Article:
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Dear Charlie: How Do I Heal My Inner Child?

Dear Charlie is an advice column that allows readers to ask Charlie for guidance on how to deal with problems. Whether it’s about love, friendships, or frustrations, Charlie is here to give you tips and ideas for tackling life’s everyday challenges. Readers can ask Charlie for advice through DM via our Instagram @liubknews, or anonymously through this form.


As we’re getting older, we start to realize that our childhoods were not as dream-like as we remember them.

With the help of Tik Tok the idea of connecting with your inner child has been spread virally. Creators on the app have taken to teaching viewers how to spiritually connect with that portion of yourself.

People have begun to realize that inner child healing is important because it allows people to recognize past traumas and understand where certain behavior trends are coming from. Understanding is the first step in the recovery process and inner child healing is a gentle and productive way to access an individual’s pain.

Healthline gives eight steps to start inner child healing:

  1. Acknowledgement.

  2. Listen.

  3. Write a letter.

  4. Meditate.

  5. Journal.

  6. Revisit joy.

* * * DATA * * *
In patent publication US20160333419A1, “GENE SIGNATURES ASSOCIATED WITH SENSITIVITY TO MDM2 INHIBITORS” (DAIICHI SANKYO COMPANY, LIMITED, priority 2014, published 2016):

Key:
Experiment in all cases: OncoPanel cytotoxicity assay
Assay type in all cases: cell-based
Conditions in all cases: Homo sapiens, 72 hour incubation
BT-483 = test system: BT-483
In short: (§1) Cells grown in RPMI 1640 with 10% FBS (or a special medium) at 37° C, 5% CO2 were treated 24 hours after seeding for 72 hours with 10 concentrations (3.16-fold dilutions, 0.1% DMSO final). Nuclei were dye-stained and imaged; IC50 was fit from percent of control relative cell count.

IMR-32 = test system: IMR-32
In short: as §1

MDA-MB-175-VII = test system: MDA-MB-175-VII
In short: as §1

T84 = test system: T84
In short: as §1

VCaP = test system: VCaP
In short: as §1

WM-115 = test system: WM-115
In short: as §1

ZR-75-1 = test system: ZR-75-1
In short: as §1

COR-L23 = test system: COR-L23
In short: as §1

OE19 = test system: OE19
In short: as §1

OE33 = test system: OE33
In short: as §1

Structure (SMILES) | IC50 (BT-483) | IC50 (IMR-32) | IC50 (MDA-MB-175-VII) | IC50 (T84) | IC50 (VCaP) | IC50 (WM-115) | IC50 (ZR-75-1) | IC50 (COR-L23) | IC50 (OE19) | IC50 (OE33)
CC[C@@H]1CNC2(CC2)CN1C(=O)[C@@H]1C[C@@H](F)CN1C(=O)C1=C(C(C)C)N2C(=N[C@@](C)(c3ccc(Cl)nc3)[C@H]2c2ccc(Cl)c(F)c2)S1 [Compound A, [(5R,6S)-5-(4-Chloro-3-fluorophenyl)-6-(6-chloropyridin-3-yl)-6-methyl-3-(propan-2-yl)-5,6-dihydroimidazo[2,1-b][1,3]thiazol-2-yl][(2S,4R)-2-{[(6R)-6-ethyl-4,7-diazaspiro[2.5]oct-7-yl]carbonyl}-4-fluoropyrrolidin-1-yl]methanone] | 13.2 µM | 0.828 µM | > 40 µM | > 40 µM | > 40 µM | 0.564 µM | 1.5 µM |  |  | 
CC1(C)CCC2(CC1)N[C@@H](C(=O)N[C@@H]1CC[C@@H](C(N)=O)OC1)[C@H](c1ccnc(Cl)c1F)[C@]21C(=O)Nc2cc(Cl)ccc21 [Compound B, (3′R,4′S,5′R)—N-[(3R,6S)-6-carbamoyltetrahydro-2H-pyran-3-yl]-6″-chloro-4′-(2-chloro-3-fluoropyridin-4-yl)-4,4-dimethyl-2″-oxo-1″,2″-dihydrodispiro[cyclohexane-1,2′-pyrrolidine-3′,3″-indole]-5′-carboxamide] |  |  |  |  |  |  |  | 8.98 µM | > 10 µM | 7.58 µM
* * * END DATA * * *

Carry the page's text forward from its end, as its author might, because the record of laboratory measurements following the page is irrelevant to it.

7. Be open.

  8. Reach out.

These tips are a great example of how to start getting in touch with your inner child. Acknowledging how your inner child is hurting, listening to how they’re feeling, and writing a letter stating everything you needed to hear as a child is a great place to start.

Figuring out which of the steps apply specifically to you is key in starting this journey. It’s important to remember that this is your journey and what works for you might not work for others.

Connecting with your inner child doesn’t necessarily need to be spiritual unless you want it to be. I believe that you can connect with your inner child by taking steps as basic as watching your favorite childhood movie or dancing around to songs you loved as a kid.

Do an activity with friends or by yourself that you always wanted to do as a kid, but now there’s no pressure to excel at it. Other ideas include: writing a letter to your parents telling them your honest thoughts about your childhood and what you needed back then and never sending it. You can also throw paint on a canvas and smear it around with your fingers or build a lego set and use it as decoration in your common space.

The possibilities are endless and all it takes is a little creativity. The journey to getting back in touch with your inner child differs from person to person and while it may not be easy, it can be a vital step in feeling like yourself again.

Take care, dear reader, and don’t forget that you are never alone.

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